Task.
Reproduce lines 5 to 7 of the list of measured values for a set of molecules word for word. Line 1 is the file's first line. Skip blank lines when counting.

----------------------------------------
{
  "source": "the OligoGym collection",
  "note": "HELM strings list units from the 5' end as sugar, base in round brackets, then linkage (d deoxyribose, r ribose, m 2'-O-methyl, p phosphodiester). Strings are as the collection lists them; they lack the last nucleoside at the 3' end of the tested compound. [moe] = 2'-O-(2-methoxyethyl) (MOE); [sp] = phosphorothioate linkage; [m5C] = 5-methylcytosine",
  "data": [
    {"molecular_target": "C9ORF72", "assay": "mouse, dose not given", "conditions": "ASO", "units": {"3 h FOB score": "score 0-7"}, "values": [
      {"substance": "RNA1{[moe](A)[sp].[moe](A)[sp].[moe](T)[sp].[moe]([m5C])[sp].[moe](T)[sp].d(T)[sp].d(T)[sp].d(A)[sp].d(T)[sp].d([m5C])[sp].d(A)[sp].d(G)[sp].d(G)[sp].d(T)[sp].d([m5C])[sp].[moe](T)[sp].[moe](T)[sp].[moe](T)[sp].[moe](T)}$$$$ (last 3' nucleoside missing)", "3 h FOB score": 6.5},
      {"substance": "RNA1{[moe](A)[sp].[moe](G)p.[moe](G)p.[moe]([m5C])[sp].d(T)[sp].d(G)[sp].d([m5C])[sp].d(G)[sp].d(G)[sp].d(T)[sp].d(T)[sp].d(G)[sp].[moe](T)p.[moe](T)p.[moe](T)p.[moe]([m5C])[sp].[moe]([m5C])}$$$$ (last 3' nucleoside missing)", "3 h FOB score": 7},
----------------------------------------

    {"molecular_target": "C9ORF72", "assay": "mouse, dose not given", "conditions": "ASO", "units": {"3 h FOB score": "score 0-7"}, "values": [
      {"substance": "RNA1{[moe](A)[sp].[moe](A)[sp].[moe](T)[sp].[moe]([m5C])[sp].[moe](T)[sp].d(T)[sp].d(T)[sp].d(A)[sp].d(T)[sp].d([m5C])[sp].d(A)[sp].d(G)[sp].d(G)[sp].d(T)[sp].d([m5C])[sp].[moe](T)[sp].[moe](T)[sp].[moe](T)[sp].[moe](T)}$$$$ (last 3' nucleoside missing)", "3 h FOB score": 6.5},
      {"substance": "RNA1{[moe](A)[sp].[moe](G)p.[moe](G)p.[moe]([m5C])[sp].d(T)[sp].d(G)[sp].d([m5C])[sp].d(G)[sp].d(G)[sp].d(T)[sp].d(T)[sp].d(G)[sp].[moe](T)p.[moe](T)p.[moe](T)p.[moe]([m5C])[sp].[moe]([m5C])}$$$$ (last 3' nucleoside missing)", "3 h FOB score": 7},